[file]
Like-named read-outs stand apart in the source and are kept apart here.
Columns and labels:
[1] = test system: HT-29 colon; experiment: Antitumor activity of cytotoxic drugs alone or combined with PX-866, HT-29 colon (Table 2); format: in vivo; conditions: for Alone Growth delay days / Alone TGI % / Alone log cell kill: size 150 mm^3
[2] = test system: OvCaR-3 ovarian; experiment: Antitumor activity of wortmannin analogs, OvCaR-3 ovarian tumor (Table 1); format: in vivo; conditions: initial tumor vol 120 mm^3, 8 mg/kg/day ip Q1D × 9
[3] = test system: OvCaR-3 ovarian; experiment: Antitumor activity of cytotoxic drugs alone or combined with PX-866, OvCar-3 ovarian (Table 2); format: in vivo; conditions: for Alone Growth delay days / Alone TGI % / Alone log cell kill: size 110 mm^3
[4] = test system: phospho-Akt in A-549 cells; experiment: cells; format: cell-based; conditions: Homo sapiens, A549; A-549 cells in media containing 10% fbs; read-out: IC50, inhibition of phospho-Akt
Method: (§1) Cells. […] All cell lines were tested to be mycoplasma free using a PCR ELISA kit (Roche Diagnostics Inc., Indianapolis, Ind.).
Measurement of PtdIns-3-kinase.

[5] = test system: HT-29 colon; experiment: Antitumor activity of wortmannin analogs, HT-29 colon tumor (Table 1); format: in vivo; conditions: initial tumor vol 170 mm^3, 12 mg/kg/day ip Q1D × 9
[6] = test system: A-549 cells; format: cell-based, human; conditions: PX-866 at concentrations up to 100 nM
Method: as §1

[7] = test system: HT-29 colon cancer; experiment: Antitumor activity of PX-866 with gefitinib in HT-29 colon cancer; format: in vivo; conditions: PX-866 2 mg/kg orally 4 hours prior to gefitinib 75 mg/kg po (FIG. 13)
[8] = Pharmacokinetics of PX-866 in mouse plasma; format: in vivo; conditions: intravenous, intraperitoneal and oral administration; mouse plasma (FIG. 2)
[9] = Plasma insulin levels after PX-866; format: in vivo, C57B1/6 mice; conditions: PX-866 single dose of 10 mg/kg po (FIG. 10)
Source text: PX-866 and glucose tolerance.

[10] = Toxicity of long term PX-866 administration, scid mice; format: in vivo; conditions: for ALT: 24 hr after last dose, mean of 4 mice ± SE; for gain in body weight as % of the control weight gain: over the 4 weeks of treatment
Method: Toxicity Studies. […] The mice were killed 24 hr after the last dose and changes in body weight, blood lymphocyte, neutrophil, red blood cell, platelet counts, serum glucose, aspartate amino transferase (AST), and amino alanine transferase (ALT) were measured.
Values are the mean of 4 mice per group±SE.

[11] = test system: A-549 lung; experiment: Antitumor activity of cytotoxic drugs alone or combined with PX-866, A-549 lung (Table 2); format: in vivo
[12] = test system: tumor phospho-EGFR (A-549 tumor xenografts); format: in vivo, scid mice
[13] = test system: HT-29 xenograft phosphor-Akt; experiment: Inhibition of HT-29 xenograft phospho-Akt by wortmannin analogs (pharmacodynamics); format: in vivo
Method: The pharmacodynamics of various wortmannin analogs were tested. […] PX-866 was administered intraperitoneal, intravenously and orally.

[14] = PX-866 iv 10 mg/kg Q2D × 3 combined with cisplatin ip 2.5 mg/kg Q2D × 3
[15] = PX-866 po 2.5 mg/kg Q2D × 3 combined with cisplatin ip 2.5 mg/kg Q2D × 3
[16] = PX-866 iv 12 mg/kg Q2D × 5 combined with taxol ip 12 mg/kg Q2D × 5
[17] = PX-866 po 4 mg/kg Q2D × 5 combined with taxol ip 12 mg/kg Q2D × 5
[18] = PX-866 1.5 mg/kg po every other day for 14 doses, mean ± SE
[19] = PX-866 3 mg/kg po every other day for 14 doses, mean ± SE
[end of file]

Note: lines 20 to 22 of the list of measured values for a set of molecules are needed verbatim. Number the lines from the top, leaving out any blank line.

[12] = test system: tumor phospho-EGFR (A-549 tumor xenografts); format: in vivo, scid mice
[13] = test system: HT-29 xenograft phosphor-Akt; experiment: Inhibition of HT-29 xenograft phospho-Akt by wortmannin analogs (pharmacodynamics); format: in vivo
Method: The pharmacodynamics of various wortmannin analogs were tested. […] PX-866 was administered intraperitoneal, intravenously and orally.